No, AK, I'm not intentionally trying to pick on you...... kinda think of this as a situation where you uttered my magic word (or catchphrase) of the day.....unbeknownst to you, confetti and baloons just dropped from the ceiling and a flashing light siren is going off...... have been wanting to ask this question a long time. You seem like somebody reasonable enough to take a whack at briefly explaining why it is that people in general seem to be okay with the notion/convention that negatives are inherently unprovable, with the unspoken implication being that positives are inherently provable. It just seems to me that the axiom and conventions as such are inadequate; "positives are frequently as difficult to prove as negatives" seems more realistic.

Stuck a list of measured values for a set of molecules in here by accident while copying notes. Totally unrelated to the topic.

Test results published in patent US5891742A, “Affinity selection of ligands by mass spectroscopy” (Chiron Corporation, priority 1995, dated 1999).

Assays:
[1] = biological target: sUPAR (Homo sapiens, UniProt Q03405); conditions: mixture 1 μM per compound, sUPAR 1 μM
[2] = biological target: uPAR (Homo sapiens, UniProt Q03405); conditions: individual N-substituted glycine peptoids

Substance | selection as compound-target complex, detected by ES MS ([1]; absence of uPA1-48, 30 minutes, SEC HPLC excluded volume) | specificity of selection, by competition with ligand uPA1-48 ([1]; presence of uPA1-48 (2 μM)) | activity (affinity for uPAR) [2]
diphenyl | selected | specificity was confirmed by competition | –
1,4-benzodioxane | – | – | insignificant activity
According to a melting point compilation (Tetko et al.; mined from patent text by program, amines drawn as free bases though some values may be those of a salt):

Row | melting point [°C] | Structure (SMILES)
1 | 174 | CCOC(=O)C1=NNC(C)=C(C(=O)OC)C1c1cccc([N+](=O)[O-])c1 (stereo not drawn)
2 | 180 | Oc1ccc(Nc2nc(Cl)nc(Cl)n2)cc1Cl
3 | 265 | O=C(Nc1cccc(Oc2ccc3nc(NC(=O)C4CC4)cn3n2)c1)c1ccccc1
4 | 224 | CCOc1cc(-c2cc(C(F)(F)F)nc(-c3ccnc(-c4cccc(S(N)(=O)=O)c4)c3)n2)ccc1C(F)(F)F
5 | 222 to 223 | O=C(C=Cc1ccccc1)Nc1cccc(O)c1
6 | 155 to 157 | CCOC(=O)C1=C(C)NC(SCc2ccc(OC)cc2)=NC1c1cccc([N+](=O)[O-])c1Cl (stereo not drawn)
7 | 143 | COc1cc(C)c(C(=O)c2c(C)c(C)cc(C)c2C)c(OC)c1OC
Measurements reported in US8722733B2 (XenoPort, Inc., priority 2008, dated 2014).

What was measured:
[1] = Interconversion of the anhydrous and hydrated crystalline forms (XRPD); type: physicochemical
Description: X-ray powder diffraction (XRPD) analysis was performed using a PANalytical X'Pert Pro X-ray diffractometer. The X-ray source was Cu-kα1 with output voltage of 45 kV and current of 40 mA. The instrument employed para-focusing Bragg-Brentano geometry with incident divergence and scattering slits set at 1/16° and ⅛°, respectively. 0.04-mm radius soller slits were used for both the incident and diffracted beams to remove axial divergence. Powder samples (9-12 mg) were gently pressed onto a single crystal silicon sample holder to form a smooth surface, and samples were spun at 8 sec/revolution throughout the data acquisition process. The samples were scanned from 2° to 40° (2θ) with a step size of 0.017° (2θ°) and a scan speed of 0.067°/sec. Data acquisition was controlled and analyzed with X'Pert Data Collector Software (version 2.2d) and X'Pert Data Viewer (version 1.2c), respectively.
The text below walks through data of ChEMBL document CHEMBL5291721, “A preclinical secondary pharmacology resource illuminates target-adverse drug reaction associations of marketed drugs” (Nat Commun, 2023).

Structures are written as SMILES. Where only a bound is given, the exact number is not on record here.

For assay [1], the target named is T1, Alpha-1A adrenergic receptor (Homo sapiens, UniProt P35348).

A simple specimen: _____ did happen V _____ did not happen. I'd really like to understand the dynamic that explains how those three tiny letters cause the former to be availed abundantly with proof while the latter is utterly lacking of same.
FWIW, I'm asking this in the broader sense, not just in the context of how it/not it may apply to the topic of zapper testing. In the broader sense, I certainly agree that the task of proving, or not, is dependent on how the blank gets filled in, coupled with the conventions that establish what we accept/define as proof. To whom / for whom is it to be proven? also seems to be a potentially significant variable.
Thanks for playing and for your troubles you will receive a home version of this game ;)
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